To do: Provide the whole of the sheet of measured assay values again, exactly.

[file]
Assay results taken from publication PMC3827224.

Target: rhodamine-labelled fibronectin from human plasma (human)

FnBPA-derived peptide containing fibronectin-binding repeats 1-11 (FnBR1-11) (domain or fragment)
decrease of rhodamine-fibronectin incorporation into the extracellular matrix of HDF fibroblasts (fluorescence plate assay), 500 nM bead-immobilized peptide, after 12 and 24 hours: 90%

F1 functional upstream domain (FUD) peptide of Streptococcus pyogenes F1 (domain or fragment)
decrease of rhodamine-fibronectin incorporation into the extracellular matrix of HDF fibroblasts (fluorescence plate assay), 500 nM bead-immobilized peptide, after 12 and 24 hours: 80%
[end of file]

Assay results taken from publication PMC3827224.

Target: rhodamine-labelled fibronectin from human plasma (human)

FnBPA-derived peptide containing fibronectin-binding repeats 1-11 (FnBR1-11) (domain or fragment)
decrease of rhodamine-fibronectin incorporation into the extracellular matrix of HDF fibroblasts (fluorescence plate assay), 500 nM bead-immobilized peptide, after 12 and 24 hours: 90%

F1 functional upstream domain (FUD) peptide of Streptococcus pyogenes F1 (domain or fragment)
decrease of rhodamine-fibronectin incorporation into the extracellular matrix of HDF fibroblasts (fluorescence plate assay), 500 nM bead-immobilized peptide, after 12 and 24 hours: 80%